There is a group of people, men and women, who would rather allow and protect blatantly inappropriate treatment of women and girls…and young men as we lately have discovered.  They would rather stand by a person with a known reputation of misbehavior than concede a loss to their ‘team’.  The excuses are mind blowing, blaming young girls for the behavior of a man (I believe it was something to the effect of “14 year old girls don’t always make good decisions.”), “It was ‘over the panties.”, shrugging off statements about ‘grabbing them by their *lady parts*’ as hyperbole….These things are not okay…EVER.  Male, female, transgender, gender neutral, it doesn’t matter.  No one gets to panty wander without consent.  I guarantee that if it were YOUR 14 year old, your wife, your sister, or your friend, it would be a problem.

We must act.  We must speak and not stop speaking.  We must stand up for our sisters and brothers.  Embrace them in their pain and shield them from humiliation.  We must educated, demonstrate, and show those who acquiesce to these behaviors.  We, as a country, are better than this.  We must not be afraid.  I am not afraid….I’ll never be afraid again.  No matter how long it has been, those moments will still echo in my head…but I’ll never be afraid of a man again…and I will NOT stand by while slander and carnal debasement is dispatched to people whose lives were forever effected by the actions of someone who took their power.   Speak your truth.  Stand with people speaking theirs.  There is NO excuse worthy of allowing it to continue. Lastly (Sorry to my teacher.)  Vote your ethics, not your party.  If your party is excusing, exempting, or otherwise allowing sexual misconduct by your leadership, perhaps it’s time for you to take back your party.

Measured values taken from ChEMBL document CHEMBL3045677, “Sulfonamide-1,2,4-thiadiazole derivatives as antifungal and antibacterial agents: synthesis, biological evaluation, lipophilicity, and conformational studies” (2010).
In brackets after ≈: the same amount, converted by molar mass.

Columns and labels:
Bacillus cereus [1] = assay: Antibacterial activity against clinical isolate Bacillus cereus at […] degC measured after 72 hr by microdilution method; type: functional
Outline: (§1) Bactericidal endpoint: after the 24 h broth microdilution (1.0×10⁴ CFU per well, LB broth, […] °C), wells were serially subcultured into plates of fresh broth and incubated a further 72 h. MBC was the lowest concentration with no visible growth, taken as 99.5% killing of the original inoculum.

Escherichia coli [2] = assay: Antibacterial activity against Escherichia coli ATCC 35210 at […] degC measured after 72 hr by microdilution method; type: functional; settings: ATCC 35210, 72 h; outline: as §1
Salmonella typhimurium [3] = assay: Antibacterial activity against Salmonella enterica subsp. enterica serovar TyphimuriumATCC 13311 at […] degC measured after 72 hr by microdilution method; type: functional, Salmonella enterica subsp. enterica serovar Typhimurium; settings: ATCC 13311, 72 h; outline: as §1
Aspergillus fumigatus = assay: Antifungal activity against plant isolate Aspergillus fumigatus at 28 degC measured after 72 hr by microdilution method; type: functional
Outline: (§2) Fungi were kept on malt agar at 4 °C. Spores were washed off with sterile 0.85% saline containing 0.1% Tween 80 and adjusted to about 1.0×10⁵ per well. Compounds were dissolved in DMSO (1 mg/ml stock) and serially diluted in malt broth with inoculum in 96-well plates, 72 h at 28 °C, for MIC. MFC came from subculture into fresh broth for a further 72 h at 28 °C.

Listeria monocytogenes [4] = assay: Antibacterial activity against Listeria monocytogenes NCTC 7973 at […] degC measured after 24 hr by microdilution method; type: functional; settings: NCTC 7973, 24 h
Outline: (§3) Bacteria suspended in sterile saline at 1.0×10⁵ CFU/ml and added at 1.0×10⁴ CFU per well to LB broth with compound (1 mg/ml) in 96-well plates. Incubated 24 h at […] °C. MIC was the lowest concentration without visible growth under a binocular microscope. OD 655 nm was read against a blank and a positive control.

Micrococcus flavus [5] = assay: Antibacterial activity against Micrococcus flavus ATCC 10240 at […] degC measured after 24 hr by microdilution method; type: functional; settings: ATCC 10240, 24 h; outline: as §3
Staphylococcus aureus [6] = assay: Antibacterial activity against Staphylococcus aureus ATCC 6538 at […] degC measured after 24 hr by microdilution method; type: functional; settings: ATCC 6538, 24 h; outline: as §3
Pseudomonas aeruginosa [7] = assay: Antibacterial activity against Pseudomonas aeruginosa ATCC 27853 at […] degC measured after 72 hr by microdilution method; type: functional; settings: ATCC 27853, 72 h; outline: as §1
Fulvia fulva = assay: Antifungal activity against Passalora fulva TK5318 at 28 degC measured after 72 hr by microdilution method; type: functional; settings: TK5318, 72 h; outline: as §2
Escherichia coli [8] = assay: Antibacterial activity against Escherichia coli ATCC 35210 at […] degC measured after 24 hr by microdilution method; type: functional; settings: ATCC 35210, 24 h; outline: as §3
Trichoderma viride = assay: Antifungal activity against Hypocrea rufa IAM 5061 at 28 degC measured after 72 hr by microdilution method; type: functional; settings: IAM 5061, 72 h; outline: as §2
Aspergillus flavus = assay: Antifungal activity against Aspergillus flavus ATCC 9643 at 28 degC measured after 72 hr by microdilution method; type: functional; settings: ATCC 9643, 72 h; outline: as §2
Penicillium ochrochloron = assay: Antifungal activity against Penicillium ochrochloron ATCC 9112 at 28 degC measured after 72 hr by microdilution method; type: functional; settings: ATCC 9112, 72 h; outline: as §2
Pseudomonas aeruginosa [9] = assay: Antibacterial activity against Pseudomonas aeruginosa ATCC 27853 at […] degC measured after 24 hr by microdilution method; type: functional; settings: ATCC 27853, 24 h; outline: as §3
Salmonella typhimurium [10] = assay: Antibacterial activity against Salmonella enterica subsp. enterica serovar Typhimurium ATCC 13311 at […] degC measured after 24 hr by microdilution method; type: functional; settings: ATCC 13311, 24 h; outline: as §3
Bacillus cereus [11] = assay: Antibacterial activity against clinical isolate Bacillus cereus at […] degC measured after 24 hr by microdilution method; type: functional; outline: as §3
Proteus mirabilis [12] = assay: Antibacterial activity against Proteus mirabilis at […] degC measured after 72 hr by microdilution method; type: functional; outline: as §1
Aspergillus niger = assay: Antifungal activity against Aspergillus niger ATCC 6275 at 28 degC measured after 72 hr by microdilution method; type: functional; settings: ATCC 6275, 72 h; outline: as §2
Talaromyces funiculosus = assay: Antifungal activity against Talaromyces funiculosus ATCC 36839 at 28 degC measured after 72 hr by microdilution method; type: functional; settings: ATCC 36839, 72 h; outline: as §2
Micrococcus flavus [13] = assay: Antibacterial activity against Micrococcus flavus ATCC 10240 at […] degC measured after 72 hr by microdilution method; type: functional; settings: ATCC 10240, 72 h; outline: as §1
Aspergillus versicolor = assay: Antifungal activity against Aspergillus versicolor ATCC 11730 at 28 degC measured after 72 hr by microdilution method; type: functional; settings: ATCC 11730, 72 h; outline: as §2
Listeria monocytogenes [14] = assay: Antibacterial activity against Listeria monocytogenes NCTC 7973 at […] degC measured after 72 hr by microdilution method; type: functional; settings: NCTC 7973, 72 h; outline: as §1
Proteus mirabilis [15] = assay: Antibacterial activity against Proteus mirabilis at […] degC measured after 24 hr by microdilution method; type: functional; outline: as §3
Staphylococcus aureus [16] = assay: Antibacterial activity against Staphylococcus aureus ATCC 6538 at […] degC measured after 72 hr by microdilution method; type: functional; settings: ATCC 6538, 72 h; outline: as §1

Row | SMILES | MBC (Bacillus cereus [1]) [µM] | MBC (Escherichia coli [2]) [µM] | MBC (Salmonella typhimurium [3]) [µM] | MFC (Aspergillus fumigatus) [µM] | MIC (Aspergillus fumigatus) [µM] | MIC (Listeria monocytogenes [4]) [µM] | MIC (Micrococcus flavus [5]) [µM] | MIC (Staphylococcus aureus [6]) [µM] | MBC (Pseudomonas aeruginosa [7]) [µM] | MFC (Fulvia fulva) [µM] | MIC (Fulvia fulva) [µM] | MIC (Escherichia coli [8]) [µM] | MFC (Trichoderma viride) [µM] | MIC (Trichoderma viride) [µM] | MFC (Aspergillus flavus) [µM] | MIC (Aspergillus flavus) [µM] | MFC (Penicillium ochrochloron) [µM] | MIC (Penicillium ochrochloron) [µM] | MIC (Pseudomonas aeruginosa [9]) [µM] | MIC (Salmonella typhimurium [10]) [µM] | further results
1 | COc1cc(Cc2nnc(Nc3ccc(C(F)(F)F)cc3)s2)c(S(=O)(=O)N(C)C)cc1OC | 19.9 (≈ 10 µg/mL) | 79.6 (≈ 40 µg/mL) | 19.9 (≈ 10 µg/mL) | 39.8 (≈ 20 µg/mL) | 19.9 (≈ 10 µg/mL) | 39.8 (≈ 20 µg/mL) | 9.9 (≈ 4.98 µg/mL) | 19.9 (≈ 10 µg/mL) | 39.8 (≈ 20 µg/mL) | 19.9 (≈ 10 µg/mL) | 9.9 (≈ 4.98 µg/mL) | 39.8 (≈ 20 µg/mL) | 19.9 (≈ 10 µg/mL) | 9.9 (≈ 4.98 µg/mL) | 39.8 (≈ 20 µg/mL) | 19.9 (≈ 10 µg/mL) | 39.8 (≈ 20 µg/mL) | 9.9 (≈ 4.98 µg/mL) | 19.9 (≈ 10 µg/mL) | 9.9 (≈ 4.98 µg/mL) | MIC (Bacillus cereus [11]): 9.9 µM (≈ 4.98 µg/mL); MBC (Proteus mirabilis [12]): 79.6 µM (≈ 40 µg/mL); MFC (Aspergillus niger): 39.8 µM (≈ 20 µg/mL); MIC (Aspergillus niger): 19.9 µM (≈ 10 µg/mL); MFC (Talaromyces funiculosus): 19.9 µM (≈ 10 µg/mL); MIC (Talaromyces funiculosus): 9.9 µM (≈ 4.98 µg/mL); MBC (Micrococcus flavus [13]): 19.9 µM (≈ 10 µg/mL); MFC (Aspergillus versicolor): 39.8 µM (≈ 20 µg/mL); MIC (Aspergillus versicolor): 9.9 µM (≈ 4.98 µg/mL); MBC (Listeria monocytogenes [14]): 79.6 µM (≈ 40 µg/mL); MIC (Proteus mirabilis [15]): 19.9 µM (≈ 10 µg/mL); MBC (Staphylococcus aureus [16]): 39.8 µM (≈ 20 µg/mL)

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Between your heart and head…your pride.